DEAR ABBY: I am in my early 40s, and married with two daughters. I have a friend, "Sally," whom I have known since the third grade. We are like sisters.
Sally has been profoundly depressed for at least 15 years. She sees a therapist and a psychiatrist on a regular basis and is on medication.
My question, Abby, is what do you say to someone who calls at least once a week, for at least an hour, crying so hard I can barely understand her? She calls to tell me how sad she is and how she doesn't think anything in her life will improve. While I'm concerned for her and care about what happens to her, I don't feel I can give her any advice or guidance that her counselor/psychiatrist isn't able to give.
Short of listening and providing the proverbial shoulder to lean on, what more can I do? I feel I need to be there for her, but I also feel drained dry because this has been going on for several years. Any guidance you might offer would be greatly appreciated. -- CONCERNED FRIEND IN FLORIDA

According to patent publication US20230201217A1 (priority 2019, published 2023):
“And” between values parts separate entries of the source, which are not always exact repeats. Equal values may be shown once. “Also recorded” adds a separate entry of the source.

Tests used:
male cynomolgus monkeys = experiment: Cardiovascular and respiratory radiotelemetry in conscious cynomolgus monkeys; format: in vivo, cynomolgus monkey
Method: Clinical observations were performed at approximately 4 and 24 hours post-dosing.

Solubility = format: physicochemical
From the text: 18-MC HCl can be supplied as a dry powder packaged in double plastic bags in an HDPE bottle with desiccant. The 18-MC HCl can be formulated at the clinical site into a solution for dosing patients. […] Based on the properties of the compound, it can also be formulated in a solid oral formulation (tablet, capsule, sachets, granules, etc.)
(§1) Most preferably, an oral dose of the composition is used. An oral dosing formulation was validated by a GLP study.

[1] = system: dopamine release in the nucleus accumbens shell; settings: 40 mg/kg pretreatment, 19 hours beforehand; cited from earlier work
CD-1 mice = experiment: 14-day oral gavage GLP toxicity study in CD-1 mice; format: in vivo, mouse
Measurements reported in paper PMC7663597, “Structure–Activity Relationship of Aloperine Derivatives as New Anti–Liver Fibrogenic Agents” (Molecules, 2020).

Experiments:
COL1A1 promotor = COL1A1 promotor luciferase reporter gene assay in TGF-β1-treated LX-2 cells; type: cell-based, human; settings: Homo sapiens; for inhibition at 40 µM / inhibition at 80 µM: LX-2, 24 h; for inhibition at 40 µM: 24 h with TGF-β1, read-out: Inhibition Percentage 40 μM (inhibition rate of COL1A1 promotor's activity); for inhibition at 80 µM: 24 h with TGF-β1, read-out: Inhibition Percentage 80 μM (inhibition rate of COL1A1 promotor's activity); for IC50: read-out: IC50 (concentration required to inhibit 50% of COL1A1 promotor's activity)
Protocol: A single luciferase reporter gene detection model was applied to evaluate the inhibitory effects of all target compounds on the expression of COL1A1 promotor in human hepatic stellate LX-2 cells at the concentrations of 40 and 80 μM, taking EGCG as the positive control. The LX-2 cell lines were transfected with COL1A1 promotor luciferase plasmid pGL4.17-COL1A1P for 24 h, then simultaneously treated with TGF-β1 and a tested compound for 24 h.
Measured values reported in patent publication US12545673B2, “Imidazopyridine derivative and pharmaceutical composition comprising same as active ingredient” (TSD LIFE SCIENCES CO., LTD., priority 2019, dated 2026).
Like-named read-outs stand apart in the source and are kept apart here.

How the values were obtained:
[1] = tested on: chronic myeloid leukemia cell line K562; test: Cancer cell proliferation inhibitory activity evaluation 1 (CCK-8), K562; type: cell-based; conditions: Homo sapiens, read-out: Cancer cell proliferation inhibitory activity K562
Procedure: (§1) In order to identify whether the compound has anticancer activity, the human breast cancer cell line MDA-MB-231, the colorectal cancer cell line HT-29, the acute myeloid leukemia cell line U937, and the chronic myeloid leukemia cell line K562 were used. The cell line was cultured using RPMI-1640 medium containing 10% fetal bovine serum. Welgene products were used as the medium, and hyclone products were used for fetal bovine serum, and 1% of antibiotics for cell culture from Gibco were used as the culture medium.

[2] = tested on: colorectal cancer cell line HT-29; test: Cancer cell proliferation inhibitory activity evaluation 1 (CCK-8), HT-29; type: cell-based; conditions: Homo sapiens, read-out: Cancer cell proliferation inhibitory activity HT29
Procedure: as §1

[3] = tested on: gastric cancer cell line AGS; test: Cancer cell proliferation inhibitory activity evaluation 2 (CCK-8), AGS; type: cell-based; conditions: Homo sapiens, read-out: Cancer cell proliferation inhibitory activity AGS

DEAR CONCERNED: You are a supportive friend, but when Sally calls crying so hard she can hardly talk, tell her that the person she needs to be talking to is her therapist. By allowing her to vent to you, you are preventing the therapist from evaluating her while she's in crisis and giving her the tools she needs to improve. Your friend may need to have her meds adjusted or changed, and seeing Sally while she is "at the bottom" could give her therapist valuable insights. If Sally isn't capable of placing the call to her therapist, offer to do it for her.